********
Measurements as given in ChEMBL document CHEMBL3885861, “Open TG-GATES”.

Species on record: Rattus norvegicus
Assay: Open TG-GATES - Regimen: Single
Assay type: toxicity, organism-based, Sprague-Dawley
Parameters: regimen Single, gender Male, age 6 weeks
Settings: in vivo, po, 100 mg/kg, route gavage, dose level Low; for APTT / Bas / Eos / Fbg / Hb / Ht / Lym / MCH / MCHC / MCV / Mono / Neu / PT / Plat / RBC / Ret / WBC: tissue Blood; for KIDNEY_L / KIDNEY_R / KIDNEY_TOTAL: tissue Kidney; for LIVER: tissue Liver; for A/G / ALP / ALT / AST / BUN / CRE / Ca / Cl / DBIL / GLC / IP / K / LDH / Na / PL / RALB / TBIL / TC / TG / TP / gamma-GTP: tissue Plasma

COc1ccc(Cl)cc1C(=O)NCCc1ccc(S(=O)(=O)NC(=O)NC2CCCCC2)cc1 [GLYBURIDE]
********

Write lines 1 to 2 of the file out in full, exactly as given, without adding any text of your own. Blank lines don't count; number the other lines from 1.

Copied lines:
Measurements as given in ChEMBL document CHEMBL3885861, “Open TG-GATES”.

Species on record: Rattus norvegicus